When it comes time to file your taxes, you might find yourself panicked, whether it is because you know you do not have the money to pay what you owe or simply because you are not ready to file. The key factor in all of this, however, is not avoiding that hard deadline of April 15 (unless it is a weekend) that is set by the IRS. No matter what you do, filing by that date is crucial.
In order to get you closer to meeting that deadline, here are 10 simple tips to get you on your way.
Take your Time
It can be common to rush when the clock is striking 12, but you do not provide the wrong information to the IRS, resulting in a late filing. Take your time to make sure that your name, social security number, address, and all numbers are properly reported. A mistake as simple as spelling your name wrong or putting the wrong digit in your social security number could make it look as if you never filed your taxes, resulting in high fees and a lot of headaches.
Double Check for Proper Signatures
Did everyone that is on the tax return sign it? Don’t forget the date too. This means that you and your spouse need to sign and date it. If you are filing electronically, the system will typically not let you file it unless you have obtained your pin number that is supplied by the IRS. Regardless of how you file, make sure it is done correctly to avoid it from being sent back to you.
Make sure you Supply all Forms
Preparing taxes can be confusing and overwhelming, which makes it very easy to overlook necessary forms when either filling them out or sending them into the IRS. Rather than running that risk, you can use automated software or a tax specialist to help you to ensure that the taxes are being filed correctly.
Find out your Options
Before you assume that you should just not file your tax (which is never the right option) consult with a tax resolution specialist to see what options you have. You might be surprised to realize the many solutions available to you, many of which are not readily made known to the average tax payer, but which the specialists are well aware of.
Use IRS Problem Solvers
If you are in a bind, whether it is because you cannot get your taxes completed on time or you cannot pay what you owe, use the services of IRS problem solvers. They know the legalities of taxes, deadlines, and how to work around them in a way that is most beneficial to you. This could mean a significant reduction in the penalties you owe as a result of not paying or filing your taxes on time.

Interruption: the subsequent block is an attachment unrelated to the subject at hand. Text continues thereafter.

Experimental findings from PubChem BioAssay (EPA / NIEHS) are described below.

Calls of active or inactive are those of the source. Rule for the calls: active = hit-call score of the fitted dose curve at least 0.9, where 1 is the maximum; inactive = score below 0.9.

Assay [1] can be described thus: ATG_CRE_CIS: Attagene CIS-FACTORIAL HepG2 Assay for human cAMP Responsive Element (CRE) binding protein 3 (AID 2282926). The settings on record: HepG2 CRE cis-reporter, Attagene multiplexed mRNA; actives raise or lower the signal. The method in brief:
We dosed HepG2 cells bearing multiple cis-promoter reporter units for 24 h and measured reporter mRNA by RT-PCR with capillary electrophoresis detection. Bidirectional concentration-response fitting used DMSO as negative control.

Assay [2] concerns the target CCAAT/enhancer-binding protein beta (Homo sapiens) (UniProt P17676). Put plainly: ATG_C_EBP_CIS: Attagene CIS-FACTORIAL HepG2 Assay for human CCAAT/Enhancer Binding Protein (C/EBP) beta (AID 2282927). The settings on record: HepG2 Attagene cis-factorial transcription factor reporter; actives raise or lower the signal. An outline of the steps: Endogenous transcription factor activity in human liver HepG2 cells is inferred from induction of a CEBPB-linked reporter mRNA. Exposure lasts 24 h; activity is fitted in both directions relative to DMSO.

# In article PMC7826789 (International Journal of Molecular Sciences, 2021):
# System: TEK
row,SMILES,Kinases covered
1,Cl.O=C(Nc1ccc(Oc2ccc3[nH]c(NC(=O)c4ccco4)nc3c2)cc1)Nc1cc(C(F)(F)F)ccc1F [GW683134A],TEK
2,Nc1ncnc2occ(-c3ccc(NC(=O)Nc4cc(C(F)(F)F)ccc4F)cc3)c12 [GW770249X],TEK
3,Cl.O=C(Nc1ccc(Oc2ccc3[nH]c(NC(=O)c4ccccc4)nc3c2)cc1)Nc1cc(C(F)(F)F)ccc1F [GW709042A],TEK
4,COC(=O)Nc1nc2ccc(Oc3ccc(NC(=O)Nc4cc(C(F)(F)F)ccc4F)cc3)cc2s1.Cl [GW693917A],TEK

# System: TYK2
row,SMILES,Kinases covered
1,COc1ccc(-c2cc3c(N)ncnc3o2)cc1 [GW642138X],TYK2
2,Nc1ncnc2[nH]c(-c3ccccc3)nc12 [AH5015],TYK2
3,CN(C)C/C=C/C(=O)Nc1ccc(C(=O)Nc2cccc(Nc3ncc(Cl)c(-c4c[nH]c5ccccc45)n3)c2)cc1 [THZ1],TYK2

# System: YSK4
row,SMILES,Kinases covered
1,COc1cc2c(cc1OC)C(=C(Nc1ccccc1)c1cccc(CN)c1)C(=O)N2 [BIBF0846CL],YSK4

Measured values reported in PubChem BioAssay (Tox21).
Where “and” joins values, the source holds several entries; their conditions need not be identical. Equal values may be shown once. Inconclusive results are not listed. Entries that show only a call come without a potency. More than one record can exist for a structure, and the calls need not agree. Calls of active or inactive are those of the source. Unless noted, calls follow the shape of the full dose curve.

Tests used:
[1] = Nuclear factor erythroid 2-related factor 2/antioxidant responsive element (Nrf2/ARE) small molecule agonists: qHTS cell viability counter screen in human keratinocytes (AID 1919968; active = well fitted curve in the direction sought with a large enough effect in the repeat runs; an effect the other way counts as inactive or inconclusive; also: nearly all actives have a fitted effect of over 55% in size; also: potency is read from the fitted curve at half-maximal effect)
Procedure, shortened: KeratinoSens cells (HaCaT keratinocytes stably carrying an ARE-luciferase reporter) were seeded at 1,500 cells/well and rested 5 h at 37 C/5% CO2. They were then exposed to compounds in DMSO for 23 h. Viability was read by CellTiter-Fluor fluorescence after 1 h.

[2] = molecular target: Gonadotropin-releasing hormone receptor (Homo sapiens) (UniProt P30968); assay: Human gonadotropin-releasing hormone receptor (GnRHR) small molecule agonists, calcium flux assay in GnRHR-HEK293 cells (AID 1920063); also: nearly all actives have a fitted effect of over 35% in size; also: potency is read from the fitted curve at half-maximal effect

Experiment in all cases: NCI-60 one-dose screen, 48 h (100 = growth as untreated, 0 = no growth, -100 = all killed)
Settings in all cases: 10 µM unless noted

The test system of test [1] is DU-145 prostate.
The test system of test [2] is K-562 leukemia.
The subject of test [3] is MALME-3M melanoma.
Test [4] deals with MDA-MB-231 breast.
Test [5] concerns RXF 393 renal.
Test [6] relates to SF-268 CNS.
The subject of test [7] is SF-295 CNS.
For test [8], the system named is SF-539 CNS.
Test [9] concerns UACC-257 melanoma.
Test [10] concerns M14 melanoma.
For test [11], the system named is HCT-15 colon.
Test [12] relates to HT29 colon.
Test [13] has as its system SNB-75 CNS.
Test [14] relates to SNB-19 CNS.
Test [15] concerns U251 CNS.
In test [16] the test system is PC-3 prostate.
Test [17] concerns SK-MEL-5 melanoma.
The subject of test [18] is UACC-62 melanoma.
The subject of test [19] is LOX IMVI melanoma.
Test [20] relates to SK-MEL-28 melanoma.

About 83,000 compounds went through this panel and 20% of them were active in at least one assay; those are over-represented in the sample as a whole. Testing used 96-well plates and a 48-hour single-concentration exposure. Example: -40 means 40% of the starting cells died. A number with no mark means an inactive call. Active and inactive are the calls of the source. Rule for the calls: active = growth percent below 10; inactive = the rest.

Use your Legal Name
If you were recently married, you will need to file your taxes according to the way the government knows you. If you did not have your social security card switched over to your married name yet, then your taxes need to be filed in your maiden name. If you submit them under your married name, they could get kicked back to you as if you never filed them. This means you need to plan accordingly, either change your name plenty early before tax season, or wait until afterwards and file under your maiden name this year.
Report all Earnings
Remember that you need to report all earnings, even those not earned as a W-2 employee. The IRS will catch up with you if you neglect to file 1099 income or any other income that you made. It is best to include it now and pay what you owe rather than risking the hefty fines that will result down the road.
File with the Correct Status
If you are married, you have two choices: married filing jointly or married filing separately. But you also have to consider when it is appropriate to file for head of household or how you claim dependents, if you are in a divorced or other unique situation where dependents can be claimed by someone else.
File an Extension
Form 4868 is a form that allows you an extension from the tax filing date of April 15. This form allows you not only to file late, but also to avoid the preposterous fees that the IRS charges, which starts at 5% per month of the unpaid taxes that your taxes are not filed, but can go up to 25%.
Ask the IRS for Help
If you are thinking of filing your taxes late simply because you cannot afford them – don’t do it. The IRS would prefer that you filed your taxes and then worked out the payment details. Remember that tax relief experts can help you navigate all of your choices to ensure that you avoid the penalties that are avoidable.
These 10 tips are meant to help you avoid those large late filing penalties that the IRS charges. Remember that the penalty to pay late is just a fraction of what it is for late filing, which shows the importance of filing your taxes on time with the IRS.
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